In preparation for the coming school year I made this large hexagon shelf (out of 6 smaller hexagons) and painted my daughter's room in dark purple, lavender, and lime green. Needless to say, she was thrilled.
Thanks. This project was a great joy working with my daughter too. She was thrilled to help, jumped right in using every tool listed (including the miter saw), and we had a great time. She learned tool safety and gained tremendous confidence. Wish we would've made it sooner.
As far as the paint lines, I found that pulling the 3M tape before the paint completely dried at a 45 helped create a crisp line without bleeding or chipping (if paint dries). There was very little touch-up required.
It took about a week on and off. The easy part was cutting the beveled edges on the miter saw. Since this was my first time joining angled pieces, the first hexagon took a little longer. The challenge was keeping the anchored pieces from moving while securing two sides together. Edge gluing was useless, don't waste your time. I used brad nails and pocket holes then filled the holes with wood filler. Using 2 clamps on the edges helped so I could pin the pieces with brad nails. It took a bit of 'stepping' up the Kreg jig to maximize the grip of the pocket holes. Practice on scrap first.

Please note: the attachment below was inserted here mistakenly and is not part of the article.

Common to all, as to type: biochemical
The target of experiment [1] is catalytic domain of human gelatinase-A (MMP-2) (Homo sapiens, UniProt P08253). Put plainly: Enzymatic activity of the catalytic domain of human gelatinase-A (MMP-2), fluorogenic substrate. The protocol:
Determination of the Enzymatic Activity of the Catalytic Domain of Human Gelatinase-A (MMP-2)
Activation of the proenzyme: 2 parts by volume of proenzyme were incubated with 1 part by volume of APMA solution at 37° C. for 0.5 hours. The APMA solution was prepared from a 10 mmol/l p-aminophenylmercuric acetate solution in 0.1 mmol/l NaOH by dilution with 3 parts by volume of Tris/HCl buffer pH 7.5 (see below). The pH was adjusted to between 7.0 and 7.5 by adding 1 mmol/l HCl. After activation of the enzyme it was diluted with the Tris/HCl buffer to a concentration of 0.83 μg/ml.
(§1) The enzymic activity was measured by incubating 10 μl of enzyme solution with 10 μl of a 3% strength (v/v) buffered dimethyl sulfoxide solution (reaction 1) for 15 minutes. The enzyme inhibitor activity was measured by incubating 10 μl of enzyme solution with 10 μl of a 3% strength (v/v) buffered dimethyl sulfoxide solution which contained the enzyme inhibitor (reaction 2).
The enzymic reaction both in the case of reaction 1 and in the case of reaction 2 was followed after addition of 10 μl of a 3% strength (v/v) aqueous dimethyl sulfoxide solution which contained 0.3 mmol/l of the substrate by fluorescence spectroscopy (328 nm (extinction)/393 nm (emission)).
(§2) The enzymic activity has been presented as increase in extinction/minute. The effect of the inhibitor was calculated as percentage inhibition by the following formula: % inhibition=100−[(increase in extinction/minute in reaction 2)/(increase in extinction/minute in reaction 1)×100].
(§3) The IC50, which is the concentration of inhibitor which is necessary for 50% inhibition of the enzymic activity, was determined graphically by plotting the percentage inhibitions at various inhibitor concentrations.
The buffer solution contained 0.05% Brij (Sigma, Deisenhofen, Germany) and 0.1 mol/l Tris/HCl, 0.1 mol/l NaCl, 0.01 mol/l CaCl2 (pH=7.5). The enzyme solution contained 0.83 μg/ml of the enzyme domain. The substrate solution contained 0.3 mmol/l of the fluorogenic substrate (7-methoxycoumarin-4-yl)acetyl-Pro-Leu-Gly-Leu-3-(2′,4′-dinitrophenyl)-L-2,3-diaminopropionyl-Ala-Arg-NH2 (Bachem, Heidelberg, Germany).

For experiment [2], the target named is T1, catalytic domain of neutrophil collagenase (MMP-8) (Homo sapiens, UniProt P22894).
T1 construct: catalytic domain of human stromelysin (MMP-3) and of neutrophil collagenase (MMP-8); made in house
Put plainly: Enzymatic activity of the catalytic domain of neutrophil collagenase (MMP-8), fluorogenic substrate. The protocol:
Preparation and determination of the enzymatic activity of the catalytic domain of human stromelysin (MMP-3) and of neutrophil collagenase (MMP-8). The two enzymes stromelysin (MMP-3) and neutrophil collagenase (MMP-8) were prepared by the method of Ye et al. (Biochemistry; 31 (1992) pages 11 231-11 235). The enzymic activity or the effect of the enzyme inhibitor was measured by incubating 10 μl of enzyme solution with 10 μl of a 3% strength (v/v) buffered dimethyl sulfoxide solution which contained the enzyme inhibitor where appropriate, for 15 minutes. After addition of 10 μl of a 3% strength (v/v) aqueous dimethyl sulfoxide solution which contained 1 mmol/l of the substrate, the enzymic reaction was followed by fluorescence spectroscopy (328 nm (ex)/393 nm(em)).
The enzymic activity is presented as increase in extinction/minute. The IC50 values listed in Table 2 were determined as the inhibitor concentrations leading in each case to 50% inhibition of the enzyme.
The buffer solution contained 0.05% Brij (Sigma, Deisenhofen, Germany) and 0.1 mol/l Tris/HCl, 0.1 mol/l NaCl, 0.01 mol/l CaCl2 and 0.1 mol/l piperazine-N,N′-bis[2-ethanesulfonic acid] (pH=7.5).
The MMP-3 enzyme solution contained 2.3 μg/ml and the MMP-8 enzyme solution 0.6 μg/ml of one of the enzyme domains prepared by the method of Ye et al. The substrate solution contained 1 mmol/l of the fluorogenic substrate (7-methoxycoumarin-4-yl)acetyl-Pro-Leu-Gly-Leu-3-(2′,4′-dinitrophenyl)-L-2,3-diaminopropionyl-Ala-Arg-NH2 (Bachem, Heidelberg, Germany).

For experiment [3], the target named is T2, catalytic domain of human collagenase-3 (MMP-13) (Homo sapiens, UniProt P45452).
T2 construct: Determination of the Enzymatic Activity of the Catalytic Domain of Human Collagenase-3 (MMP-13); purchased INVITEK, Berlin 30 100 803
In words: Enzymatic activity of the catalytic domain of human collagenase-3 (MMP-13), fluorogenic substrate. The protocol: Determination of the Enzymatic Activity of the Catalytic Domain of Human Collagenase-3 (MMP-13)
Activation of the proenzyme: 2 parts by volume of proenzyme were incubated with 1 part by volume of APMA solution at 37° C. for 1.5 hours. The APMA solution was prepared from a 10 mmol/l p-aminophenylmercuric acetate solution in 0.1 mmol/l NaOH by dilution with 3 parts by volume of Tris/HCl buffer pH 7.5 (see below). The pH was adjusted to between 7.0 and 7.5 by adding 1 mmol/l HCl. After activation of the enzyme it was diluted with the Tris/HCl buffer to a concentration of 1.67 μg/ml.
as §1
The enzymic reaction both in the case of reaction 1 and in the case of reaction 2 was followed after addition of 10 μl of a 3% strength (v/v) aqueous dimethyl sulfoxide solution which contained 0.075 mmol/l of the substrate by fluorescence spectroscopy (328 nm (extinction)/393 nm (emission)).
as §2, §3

Someone told me to use drywall spackling in order to keep the filling cheap. I tried it and was not happy with the result as the area is too soft and easily scratched. Use wood filler or make your own filler with fine saw dust and glue--sand, prime, and paint.
To make the honeycomb, I joined 2 hexagons together at a time using clamps and wood screws through the opposite side shelf and finally the set of 2 together (there is no center hexagon piece.
My daughter absolutely loves the shelf and helped me with every step. She actually did everything to make her own hexagon!